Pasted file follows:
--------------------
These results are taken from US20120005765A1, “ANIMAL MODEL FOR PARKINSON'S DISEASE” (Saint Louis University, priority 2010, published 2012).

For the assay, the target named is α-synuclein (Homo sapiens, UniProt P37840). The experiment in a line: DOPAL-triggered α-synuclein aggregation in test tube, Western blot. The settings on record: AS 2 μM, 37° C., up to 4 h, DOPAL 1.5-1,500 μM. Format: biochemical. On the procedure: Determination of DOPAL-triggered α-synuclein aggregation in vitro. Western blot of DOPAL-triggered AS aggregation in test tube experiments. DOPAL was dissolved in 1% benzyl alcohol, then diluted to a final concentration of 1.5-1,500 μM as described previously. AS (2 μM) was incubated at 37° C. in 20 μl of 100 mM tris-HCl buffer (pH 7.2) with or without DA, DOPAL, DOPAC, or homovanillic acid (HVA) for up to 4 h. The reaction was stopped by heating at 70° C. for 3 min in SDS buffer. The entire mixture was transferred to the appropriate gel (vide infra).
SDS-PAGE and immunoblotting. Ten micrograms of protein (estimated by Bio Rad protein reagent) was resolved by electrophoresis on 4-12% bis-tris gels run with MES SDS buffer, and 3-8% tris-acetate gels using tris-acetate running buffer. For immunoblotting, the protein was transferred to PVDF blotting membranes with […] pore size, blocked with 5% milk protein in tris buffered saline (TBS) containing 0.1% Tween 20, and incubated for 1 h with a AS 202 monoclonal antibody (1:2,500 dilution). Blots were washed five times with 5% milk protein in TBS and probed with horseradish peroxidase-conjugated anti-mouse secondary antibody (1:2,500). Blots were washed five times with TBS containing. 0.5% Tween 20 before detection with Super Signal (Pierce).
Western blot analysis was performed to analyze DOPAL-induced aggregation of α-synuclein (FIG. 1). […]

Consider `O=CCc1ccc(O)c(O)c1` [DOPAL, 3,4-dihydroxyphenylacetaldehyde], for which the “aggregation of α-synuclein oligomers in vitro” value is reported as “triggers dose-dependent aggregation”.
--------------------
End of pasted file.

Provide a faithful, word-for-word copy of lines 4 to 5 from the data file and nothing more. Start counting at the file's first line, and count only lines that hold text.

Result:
Western blot analysis was performed to analyze DOPAL-induced aggregation of α-synuclein (FIG. 1). […]

Consider `O=CCc1ccc(O)c(O)c1` [DOPAL, 3,4-dihydroxyphenylacetaldehyde], for which the “aggregation of α-synuclein oligomers in vitro” value is reported as “triggers dose-dependent aggregation”.